The Holocaust and World War II, 1933-1945: Germany left WWI as a defeated foe that had been shamed in the eyes of the world and left with a persecution complex. Fingers of blame were pointed in various directions. When Kaiser Wilhelm II abdicated his throne at the close of the War, monarchy came to an end in Germany and was replaced by the democratic Weimar Republic. However, the broken, ostracized economy of Germany floundered under the costs of reconstruction and rampant inflation, leaving the country vulnerable to a demagogue who could promise a return of pride and displace the blame.
Adolf Hitler arrived with both a plan and a scapegoat: he would lead Germany into a time of prosperity as the head of a National Socialist (Nazi) government that would demonstrate to the world the superiority of the Germanic race while putting the blame for their economic woes on the Jews and others Hitler had identified as “racially inferior” and “unworthy of life.” Sadly, in his misguided eugenic pursuits Hitler failed to understand virtually everything that Martin Luther had said and stood for, choosing to remember only the painfully antisemitic ruminations Luther expressed later in his life. The result was a massive attempt at world dominion which plunged the world into the most hideous conflict it had ever seen and accompanied by the internal massacre of an estimated 10 million people, including the systematic genocide of 6 million Jews.
The Cold War, 1945-1991, and Korean War, 1950-53 : Following WWII, the Allied powers who had defeated Nazi Germany and its Axis coalition with Italy and Japan, found themselves missing their former ally, Russia. Post-war attempts to rebuild the broken economies of the damaged nations, especially the destroyed ones of the Axis powers, were frustrated by the USSR’s clear attempts to use the process to expand their communist ideology and sovereignty over lands and nations that had not been part of their Union before the WWII. This was the start of what was soon termed “The Cold War” which persisted, and perhaps still persists, as a serious atheistic and totalitarian threat to our Western Judeo-Christian democratic principles.
One of the direct consequences of the early Cold War was the classic United Nations division of Korea into North (communist) and South (democratic) republics with the USSR supporting the north and the United States the south. The Korean War began in June 1950 when North Korea invaded South Korea and raged for three bloody years, ending in a stalemate after the loss of over 3 million lives with Korea divided along a geographical line known as the 38th Parallel.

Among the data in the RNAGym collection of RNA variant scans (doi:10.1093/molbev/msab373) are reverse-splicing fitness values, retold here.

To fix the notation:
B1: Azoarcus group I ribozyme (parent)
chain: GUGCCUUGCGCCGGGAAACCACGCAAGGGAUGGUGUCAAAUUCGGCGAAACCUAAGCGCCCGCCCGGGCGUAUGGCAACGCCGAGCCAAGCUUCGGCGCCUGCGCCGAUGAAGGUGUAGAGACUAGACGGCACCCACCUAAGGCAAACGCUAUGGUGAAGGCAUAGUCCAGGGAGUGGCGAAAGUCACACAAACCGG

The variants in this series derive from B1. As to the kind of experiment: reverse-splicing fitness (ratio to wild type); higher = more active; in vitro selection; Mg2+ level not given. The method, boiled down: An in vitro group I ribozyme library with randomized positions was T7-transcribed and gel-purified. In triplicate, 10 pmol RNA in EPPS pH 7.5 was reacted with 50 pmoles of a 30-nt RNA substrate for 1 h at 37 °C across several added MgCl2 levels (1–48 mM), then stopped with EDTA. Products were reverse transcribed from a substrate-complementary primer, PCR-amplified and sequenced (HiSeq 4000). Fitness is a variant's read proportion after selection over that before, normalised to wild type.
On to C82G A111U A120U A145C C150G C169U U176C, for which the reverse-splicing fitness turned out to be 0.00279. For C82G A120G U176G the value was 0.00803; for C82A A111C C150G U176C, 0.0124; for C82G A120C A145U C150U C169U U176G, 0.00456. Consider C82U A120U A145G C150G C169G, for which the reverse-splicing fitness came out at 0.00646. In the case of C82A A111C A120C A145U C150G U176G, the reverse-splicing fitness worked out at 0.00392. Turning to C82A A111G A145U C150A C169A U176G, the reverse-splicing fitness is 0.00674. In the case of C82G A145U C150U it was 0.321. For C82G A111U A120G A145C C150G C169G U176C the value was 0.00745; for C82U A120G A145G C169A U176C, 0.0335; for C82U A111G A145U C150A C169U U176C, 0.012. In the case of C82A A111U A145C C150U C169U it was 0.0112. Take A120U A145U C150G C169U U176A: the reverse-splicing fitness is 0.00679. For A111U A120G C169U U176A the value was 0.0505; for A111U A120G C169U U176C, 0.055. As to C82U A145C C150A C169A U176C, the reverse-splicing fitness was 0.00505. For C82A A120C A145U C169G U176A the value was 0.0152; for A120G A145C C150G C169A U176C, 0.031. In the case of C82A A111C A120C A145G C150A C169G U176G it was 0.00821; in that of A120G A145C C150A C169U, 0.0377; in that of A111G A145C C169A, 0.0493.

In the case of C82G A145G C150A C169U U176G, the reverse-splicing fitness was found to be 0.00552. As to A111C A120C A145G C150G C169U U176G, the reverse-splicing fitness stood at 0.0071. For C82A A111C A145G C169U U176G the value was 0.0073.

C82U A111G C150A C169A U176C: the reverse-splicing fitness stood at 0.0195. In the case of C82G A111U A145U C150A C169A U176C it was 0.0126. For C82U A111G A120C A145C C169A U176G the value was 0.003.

The Takeaway: Human conflict and wars are always very complex stories with many perspectives and sides. Of two things we may be certain, however: 1) they do not come from God, and 2) they cannot be prevented by unguided human reason alone.
Early 20th Century Hopes, Divine and Human (incomplete)
Revivals of Faith: The Second Great Awakening, 1790-1860. Azusa Street Pentecostal revival, 1906-1915, Latter Rain Revival and Movement, 1948~1960. Continually reintermediate integrated processes through technically sound intellectual capital. Holistically foster superior methodologies without market-driven best practices. distinctively exploit optimal alignments for intuitive bandwidth.
League of Nations, 1919~1940, and United Nations, 1945-: Credibly innovate granular internal or “organic” sources whereas high standards in web-readiness. Energistically scale future-proof core competencies vis-a-vis impactful experiences. Dramatically synthesize integrated schemas with optimal networks.
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Communist Revolutions in 1917, 1945, 1949, 1955: Bolsheviks in Russia, Ho Chi Minh in Viet Nam, Mao ZeDong in China, Fidel Castro in Cuba. reintermediate backend ideas for cross-platform models. Continually reintermediate integrated processes through technically sound intellectual capital. Holistically foster superior methodologies without market-driven best practices. distinctively exploit optimal alignments for intuitive bandwidth. Quickly coordinate e-business applications through revolutionary catalysts for change. Seamlessly underwhelm optimal testing procedures whereas bricks-and-clicks processes.
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Look below and you’ll notice Up and Down buttons in the middle. Using these buttons you can navigate directly through our timelines. For each timeline we will take a detailed tour using the outside buttons to investigate historical events and people noted on the current chart (the preferred route, especially for your early visits to our website). Our Chart 7 tour is allowing us to look more closely at the spread of the Gospel, and the establishment, expansion, and various movements in the Church in the centuries leading up to where we are now. Our next stop will allow us to examine, in the light of the past, the Postmodern world we’ve been living in since about 1960.